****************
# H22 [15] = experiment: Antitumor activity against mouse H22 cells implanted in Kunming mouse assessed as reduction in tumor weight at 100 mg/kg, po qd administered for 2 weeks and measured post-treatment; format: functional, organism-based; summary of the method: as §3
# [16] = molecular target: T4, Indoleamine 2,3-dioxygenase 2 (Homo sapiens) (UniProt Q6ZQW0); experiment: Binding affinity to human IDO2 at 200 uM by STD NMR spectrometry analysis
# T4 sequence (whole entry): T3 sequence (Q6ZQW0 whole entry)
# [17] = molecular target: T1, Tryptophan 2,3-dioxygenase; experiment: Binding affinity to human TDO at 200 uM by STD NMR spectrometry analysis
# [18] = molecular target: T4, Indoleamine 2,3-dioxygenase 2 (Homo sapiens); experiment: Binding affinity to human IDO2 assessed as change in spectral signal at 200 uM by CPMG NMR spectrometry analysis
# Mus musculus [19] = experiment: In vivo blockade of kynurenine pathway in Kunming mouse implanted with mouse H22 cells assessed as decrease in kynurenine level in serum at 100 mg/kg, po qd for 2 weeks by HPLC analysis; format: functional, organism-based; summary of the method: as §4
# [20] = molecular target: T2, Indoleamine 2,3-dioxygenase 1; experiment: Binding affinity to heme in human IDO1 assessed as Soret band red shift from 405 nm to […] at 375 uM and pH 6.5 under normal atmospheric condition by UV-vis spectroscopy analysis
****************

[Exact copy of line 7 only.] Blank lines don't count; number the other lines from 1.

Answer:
# [20] = molecular target: T2, Indoleamine 2,3-dioxygenase 1; experiment: Binding affinity to heme in human IDO1 assessed as Soret band red shift from 405 nm to […] at 375 uM and pH 6.5 under normal atmospheric condition by UV-vis spectroscopy analysis